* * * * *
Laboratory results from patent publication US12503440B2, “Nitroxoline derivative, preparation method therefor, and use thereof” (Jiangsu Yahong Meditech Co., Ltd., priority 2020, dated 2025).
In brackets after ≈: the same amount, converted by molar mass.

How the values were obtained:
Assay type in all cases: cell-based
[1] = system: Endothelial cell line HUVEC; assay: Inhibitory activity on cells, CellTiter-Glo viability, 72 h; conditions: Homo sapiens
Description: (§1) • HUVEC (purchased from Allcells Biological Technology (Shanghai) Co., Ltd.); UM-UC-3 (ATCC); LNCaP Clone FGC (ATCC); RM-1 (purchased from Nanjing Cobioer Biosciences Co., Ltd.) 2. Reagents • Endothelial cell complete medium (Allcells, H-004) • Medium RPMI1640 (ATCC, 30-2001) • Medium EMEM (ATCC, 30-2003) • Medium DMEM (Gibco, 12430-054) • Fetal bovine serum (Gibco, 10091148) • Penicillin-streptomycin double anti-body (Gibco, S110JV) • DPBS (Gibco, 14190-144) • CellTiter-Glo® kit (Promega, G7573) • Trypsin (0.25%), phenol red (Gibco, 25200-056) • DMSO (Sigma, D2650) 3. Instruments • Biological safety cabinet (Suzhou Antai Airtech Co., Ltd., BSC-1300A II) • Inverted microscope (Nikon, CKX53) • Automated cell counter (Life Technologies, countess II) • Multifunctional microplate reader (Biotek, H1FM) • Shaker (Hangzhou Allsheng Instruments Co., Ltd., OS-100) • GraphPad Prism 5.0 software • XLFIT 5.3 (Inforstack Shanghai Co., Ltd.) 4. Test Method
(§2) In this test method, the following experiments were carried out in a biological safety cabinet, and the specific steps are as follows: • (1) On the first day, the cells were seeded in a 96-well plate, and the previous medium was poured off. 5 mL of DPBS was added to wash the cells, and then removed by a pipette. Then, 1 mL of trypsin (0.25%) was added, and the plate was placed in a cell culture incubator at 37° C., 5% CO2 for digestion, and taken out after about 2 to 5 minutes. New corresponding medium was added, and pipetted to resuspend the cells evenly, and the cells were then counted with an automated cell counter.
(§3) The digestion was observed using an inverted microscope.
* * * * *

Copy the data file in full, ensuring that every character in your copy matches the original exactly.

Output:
Laboratory results from patent publication US12503440B2, “Nitroxoline derivative, preparation method therefor, and use thereof” (Jiangsu Yahong Meditech Co., Ltd., priority 2020, dated 2025).
In brackets after ≈: the same amount, converted by molar mass.

How the values were obtained:
Assay type in all cases: cell-based
[1] = system: Endothelial cell line HUVEC; assay: Inhibitory activity on cells, CellTiter-Glo viability, 72 h; conditions: Homo sapiens
Description: (§1) • HUVEC (purchased from Allcells Biological Technology (Shanghai) Co., Ltd.); UM-UC-3 (ATCC); LNCaP Clone FGC (ATCC); RM-1 (purchased from Nanjing Cobioer Biosciences Co., Ltd.) 2. Reagents • Endothelial cell complete medium (Allcells, H-004) • Medium RPMI1640 (ATCC, 30-2001) • Medium EMEM (ATCC, 30-2003) • Medium DMEM (Gibco, 12430-054) • Fetal bovine serum (Gibco, 10091148) • Penicillin-streptomycin double anti-body (Gibco, S110JV) • DPBS (Gibco, 14190-144) • CellTiter-Glo® kit (Promega, G7573) • Trypsin (0.25%), phenol red (Gibco, 25200-056) • DMSO (Sigma, D2650) 3. Instruments • Biological safety cabinet (Suzhou Antai Airtech Co., Ltd., BSC-1300A II) • Inverted microscope (Nikon, CKX53) • Automated cell counter (Life Technologies, countess II) • Multifunctional microplate reader (Biotek, H1FM) • Shaker (Hangzhou Allsheng Instruments Co., Ltd., OS-100) • GraphPad Prism 5.0 software • XLFIT 5.3 (Inforstack Shanghai Co., Ltd.) 4. Test Method
(§2) In this test method, the following experiments were carried out in a biological safety cabinet, and the specific steps are as follows: • (1) On the first day, the cells were seeded in a 96-well plate, and the previous medium was poured off. 5 mL of DPBS was added to wash the cells, and then removed by a pipette. Then, 1 mL of trypsin (0.25%) was added, and the plate was placed in a cell culture incubator at 37° C., 5% CO2 for digestion, and taken out after about 2 to 5 minutes. New corresponding medium was added, and pipetted to resuspend the cells evenly, and the cells were then counted with an automated cell counter.
(§3) The digestion was observed using an inverted microscope.